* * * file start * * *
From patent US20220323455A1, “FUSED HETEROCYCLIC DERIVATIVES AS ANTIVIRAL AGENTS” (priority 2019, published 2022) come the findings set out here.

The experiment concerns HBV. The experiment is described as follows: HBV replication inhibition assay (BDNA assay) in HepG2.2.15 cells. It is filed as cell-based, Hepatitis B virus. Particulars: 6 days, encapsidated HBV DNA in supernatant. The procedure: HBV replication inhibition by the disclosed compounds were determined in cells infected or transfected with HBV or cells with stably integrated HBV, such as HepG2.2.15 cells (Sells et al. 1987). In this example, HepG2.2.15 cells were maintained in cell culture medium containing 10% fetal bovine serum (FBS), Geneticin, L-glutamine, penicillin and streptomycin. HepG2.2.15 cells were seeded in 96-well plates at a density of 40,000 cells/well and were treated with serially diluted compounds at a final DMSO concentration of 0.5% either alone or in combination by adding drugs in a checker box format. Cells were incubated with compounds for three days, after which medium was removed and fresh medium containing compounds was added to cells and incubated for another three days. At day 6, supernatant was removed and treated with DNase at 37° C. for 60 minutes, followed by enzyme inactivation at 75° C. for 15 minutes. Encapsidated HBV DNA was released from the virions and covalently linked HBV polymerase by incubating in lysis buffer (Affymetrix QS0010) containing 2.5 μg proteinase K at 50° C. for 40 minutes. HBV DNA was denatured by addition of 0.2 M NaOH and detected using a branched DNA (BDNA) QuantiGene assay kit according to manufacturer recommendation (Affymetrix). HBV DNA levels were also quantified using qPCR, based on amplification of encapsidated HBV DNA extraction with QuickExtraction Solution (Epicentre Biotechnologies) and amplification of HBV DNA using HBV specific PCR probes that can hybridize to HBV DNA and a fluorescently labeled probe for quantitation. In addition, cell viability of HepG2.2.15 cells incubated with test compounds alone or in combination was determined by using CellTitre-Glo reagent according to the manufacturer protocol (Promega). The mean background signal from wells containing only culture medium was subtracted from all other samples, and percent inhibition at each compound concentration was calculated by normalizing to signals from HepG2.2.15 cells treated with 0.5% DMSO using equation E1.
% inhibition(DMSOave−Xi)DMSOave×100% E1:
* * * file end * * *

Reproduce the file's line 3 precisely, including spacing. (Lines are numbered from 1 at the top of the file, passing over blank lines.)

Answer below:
% inhibition(DMSOave−Xi)DMSOave×100% E1: